The IBM’s 700 Series
Photo Credit: Autopilot
This computer series by IBM was the first for the company which used the transistor technology. It was introduced in 1959 replacing the vacuum tube computers. It was also produced in large scale and a good number sold to the scientific research institutes and national laboratories. It is performing operations much faster than the IBM 650 series. The computer had a processor unit with varying number of bits, the highest being the 64-bit found in the supercomputer by then. The 700 series could be programmed using the FORTRAN assembly language and stores instructions to be executed next in its four registers. It was interfaced with the I/O devices such as tapes and disks. More key features can be found here.
Programmed Data Processor-1 (PDP-1)
Photo Credit: M.Hawksey
The PDP-1 was the first computer by DEC released initially in 1959 and formally accepted on April 1961. It was built based on TX-0, and it opened the door for other computing innovations such as video games, debugging, first text editor, and many others. The introduction of cathode ray tube monitor for display which facilitated all those as it enhanced the visual effect. It only needed one operator and dissipated less heat. Therefore, no air cooling was necessary. PDP-1 was used in MIT, the first developer of a video game, which also used it to play the first computer musicas its memory capacity was large enough to store a couple of top music albums of that time.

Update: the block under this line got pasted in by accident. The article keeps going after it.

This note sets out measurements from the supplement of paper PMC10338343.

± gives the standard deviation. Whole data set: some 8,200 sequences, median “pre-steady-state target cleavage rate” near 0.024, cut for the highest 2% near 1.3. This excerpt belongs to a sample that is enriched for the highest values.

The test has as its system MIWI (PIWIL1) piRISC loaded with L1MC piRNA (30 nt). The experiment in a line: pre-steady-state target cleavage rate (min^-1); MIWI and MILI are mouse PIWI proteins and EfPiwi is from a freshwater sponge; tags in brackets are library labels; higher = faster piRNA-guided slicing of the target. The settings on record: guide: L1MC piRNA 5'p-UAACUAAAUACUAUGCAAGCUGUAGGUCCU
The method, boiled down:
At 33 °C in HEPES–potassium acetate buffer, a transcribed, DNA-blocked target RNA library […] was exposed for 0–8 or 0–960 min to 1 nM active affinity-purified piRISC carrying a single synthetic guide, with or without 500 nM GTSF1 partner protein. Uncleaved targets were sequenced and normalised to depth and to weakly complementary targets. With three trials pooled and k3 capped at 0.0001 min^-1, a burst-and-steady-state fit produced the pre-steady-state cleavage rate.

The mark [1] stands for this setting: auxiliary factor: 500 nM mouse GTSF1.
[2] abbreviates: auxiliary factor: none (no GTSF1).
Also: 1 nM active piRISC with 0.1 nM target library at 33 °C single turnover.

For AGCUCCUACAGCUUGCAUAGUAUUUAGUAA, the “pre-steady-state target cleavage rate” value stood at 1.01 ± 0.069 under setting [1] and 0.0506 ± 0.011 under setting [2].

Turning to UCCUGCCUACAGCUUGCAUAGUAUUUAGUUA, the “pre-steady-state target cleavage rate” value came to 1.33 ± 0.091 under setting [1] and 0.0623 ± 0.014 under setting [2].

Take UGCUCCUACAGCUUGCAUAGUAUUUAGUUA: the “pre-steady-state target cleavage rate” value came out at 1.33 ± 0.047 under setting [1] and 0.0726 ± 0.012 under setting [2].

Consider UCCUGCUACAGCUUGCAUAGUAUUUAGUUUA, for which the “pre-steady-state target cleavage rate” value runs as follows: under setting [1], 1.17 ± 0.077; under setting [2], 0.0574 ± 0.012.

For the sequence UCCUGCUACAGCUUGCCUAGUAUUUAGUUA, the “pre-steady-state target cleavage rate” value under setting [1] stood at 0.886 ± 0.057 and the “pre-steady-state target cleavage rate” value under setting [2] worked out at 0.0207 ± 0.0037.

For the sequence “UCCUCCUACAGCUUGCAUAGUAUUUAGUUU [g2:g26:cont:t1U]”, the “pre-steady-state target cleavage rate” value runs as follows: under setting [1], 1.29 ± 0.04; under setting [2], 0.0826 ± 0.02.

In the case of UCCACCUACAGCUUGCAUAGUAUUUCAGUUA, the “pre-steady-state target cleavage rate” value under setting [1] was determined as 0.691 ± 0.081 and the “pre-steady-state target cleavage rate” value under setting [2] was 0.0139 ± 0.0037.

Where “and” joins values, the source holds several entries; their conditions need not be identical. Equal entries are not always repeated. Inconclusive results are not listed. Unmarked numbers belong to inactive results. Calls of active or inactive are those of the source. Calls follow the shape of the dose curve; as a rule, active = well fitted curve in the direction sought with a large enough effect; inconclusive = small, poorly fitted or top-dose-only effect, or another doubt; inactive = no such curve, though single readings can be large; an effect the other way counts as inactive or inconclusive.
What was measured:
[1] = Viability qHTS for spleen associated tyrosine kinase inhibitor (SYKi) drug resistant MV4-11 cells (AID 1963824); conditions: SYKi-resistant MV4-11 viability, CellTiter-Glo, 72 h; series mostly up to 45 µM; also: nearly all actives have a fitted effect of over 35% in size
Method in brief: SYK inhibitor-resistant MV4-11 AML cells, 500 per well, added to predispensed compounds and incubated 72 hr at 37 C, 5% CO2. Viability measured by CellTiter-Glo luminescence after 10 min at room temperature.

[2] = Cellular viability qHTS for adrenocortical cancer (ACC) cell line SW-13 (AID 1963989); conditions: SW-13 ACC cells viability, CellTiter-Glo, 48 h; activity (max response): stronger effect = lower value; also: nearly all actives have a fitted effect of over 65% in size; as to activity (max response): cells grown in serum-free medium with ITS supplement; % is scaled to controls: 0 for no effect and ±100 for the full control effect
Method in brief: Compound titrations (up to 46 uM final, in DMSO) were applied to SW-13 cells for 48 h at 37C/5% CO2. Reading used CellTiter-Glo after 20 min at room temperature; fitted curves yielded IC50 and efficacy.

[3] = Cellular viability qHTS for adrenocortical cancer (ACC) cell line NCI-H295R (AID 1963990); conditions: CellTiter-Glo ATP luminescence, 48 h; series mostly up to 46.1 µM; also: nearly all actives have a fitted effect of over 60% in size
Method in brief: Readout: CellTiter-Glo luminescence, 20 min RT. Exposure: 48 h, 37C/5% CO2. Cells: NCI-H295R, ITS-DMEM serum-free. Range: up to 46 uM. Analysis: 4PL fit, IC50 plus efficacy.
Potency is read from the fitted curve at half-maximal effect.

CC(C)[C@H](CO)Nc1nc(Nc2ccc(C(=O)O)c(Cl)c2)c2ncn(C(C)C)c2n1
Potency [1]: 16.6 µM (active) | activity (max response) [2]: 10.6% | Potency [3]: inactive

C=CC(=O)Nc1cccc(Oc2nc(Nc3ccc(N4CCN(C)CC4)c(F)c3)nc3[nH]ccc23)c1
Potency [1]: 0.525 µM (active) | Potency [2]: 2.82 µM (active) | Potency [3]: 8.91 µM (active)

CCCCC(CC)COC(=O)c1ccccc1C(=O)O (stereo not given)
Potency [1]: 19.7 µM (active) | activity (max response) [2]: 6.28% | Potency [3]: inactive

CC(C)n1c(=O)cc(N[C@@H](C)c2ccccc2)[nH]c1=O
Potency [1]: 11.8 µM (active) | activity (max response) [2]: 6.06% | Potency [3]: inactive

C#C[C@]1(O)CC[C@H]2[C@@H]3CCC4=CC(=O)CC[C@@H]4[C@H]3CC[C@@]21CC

The IBM’s System/360
Photo Credit: Bri
This IBM series replaced the 700 series in the market in from 1964 and took the mass production computers to another level. It was welcomed to the market hitting a selling rate of 1000 computers monthly in the first two years of its release. This series made it possible to be networked with other six computers and interfaced with 40 peripherals which could work jointly. System/360 came with the introduction of the integrated circuits technology which replaced the transistors in its predecessors. There was a tremendous increase in the working speed and enormous reduction in the computer size.